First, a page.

- Katong Shopping Centre
Property type: Retail and Office
Where: 865 Mountbatten Road (District 15)
Katong Shopping Centre is Singapore’s biggest chicken rice stall.
Seriously, we suspect the famous chicken rice stall in the basement food court (with its humongous soup bowls, free flow achar and sometimes hour-long chicken rice queues) accounts for two-thirds of the visitors; maid agencies more or less make up the rest.
But don’t be mistaken, we don’t hate this mall. It’s only on this list because we love its history, and think it still has so much potential for revival. And before it was reduced to two amenities (chicken rice and hiring maids), Katong Shopping Mall was the place to be.
It was the first shopping mall in Singapore to be fully air-conditioned when it opened in 1973 (in the old days, some individual stores may have been air-conditioned, but common areas were usually not).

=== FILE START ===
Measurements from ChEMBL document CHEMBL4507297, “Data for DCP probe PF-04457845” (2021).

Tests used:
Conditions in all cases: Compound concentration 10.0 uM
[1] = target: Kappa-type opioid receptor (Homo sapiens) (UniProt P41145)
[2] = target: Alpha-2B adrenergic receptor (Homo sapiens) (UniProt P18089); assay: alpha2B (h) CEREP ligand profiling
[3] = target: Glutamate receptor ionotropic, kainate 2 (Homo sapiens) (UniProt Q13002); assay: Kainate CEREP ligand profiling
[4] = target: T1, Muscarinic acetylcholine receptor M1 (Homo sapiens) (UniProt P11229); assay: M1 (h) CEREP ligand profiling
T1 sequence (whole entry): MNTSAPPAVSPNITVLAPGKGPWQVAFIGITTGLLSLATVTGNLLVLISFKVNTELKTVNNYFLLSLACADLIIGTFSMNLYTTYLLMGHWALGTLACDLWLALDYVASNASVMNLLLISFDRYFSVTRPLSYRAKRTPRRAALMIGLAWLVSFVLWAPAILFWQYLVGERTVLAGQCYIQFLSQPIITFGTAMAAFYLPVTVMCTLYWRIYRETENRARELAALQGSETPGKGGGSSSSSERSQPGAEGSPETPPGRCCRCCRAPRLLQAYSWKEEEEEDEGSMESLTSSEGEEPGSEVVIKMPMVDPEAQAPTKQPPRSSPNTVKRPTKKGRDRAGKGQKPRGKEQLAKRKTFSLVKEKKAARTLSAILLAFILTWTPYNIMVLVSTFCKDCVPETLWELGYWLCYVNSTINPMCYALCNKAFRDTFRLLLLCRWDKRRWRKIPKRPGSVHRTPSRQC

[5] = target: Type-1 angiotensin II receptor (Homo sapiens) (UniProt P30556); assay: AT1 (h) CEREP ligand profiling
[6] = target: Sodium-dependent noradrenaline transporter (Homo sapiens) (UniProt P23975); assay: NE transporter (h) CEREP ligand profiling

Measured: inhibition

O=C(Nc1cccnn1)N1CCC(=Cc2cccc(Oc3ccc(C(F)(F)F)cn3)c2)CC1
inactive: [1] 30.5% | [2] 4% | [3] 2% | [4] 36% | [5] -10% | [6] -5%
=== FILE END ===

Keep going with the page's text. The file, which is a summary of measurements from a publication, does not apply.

Back then it was famous for a far wider range of retail (albeit dominated by textiles) and for the many “al fresco” eateries in the tented areas outside. We even dare say it was to the East Coast what Takashimaya is to Orchard Road today. Today though, its most interesting retail seems to come from small fashion boutiques, a Chinese comics shop, and a well-regarded aquarium store in the basement area.
Another notable thing about Katong Shopping Centre is that it’s well-maintained for its age. It’s very well lit, and it’s supremely clean (well, no one is going to hire from those maid agencies if they’re all in a dingy pit). It even has its own website.
If only it got some variety — perhaps stores to complement the nearby Parkway Parade — it could get lively again. But given its age and strata-titled nature, an en-bloc is more likely, especially since it’s a freehold development sitting on seriously valuable real estate.
Given the way that Katong Shopping Centre has turned out, we’d say come here for the chicken rice, but go to Parkway Parade for the shopping.
- Upper Serangoon Shopping Centre
Property type: Retail and Office
Where: 756 Upper Serangoon Road (District 19)
Upper Serangoon Shopping Centre is Singapore’s biggest video game store.